Axia’s PathfinderPC routing automation program allows you to do just that, along with many other cool things. You can use a Boolean logic editor to enable sophisticated routing changes patch around the problem instantly — and you can even define exactly what “silence” is, based on signal level and length of time. Any audio stream can be monitored in this way, and automatic corrective action taken before you’ve even got your car keys out of your pocket.

AxiaRouting automation? Yes. Pathfinder also allows route changes by time-of-day; great for automating audio downlink selection based on dayparts. Almost every function in your Axia network can be controlled in this way. (We have one client who uses Pathfinder to close a relay that starts the coffee machine just prior to morning drive… we’re sure you can think of some unique uses for it, too!).

Likewise, Pathfinder enables user-initiated, GPO-driven scene changes. A closure activated anywhere in the plant can initiate audio route switching and other complex, nested events as well.

Protocol translation

One day, everything will be networked, but right now stations typically have a good amount of legacy gear that’s controlled by serial command data. Older plant routers, for instance, often used RS-485 control protocol to initiate changes. Pathfinder software can receive and understand these serial commands, and provide a bridge that allows these older systems to interact with their new, networked cousins.

Software user-control panels

How cool would it be to have context-sensitive, custom routing-control panels that run on the studio PC and let your jocks initiate pre-programmed, automated routing switches with the click of a mouse?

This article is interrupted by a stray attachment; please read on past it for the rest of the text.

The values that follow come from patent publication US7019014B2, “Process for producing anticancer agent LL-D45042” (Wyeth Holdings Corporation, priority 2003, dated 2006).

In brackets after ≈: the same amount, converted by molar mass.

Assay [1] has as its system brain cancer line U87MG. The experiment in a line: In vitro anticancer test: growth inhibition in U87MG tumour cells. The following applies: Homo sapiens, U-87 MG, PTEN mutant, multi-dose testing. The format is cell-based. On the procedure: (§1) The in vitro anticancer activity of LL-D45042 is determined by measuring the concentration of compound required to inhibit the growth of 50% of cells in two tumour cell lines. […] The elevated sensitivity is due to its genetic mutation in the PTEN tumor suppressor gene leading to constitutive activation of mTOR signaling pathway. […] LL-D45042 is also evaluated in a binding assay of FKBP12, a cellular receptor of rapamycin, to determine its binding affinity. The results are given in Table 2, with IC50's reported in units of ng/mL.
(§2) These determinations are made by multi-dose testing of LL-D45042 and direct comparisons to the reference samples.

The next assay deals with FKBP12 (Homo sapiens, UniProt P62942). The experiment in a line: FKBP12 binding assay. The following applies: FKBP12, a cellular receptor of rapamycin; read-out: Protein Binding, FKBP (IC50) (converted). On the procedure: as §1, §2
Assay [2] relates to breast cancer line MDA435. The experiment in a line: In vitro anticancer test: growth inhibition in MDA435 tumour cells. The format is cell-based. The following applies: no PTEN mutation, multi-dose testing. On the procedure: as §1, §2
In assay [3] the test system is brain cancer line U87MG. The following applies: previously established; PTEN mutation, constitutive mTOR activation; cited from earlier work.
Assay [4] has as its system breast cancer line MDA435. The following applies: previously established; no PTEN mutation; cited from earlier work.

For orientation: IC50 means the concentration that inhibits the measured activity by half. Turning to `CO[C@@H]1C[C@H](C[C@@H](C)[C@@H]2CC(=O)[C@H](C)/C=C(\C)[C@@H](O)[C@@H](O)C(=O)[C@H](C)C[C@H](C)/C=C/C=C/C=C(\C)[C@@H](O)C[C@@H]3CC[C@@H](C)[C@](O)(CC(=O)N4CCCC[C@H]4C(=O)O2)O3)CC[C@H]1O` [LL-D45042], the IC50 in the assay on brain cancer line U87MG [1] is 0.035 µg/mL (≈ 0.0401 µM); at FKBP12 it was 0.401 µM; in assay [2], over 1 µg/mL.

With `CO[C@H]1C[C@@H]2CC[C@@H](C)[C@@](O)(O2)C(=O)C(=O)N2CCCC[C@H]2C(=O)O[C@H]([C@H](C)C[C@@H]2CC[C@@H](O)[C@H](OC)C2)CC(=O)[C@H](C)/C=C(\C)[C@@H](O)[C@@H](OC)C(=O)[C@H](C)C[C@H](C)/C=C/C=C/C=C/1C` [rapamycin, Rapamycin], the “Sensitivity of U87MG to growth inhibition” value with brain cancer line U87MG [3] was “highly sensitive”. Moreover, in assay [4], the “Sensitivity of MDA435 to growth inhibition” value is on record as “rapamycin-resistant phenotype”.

Axia systems can do this. Again using Pathfinder software, you can create nested routines of commands and display them on the local screens in any studio or office in your facility. Imagine one mouse click that switches the satellite feed to your airchain, changes the audio processing to match it, sends mixing control to another studio, and also transfers incoming phone lines to that studio — with just one mouse click. Sweet, eh? Yes, you can do that – and whatever other cool stuff you think up.

Audio logging

A few years back, our brothers at Telos created a cool computer logging program called ProFiler, that’s in use at thousands of radio stations. Axia’s version, iProfiler, is even better — you can log up to 24 channels of stereo audio from the network, at any bit rate you choose. This can be continuous logging for re-broadcast, or telescoped logging for jock review, or even competitive logging to help your programmers one-up the competition. And the logged audio can then be streamed to remote locations, so you can literally monitor audio anywhere on the system — and stream it to your smartphone.

FUD Monster 0 – Engineering smarts, 1No FUD

To sum it all up, Axia networks don’t need a PC to run; never have, never will. But having PC tools that work with and enhance your AoIP network is a real plus because it allows you control over your plant in ways never before possible. And isn’t that what an audio network is all about?

So, should the FUD monster come calling on you, be sure tell it you already know it’s got no power. And then ask: What kind of software tools are in your toolbox? The answer could be very enlightening.

Topics: Technology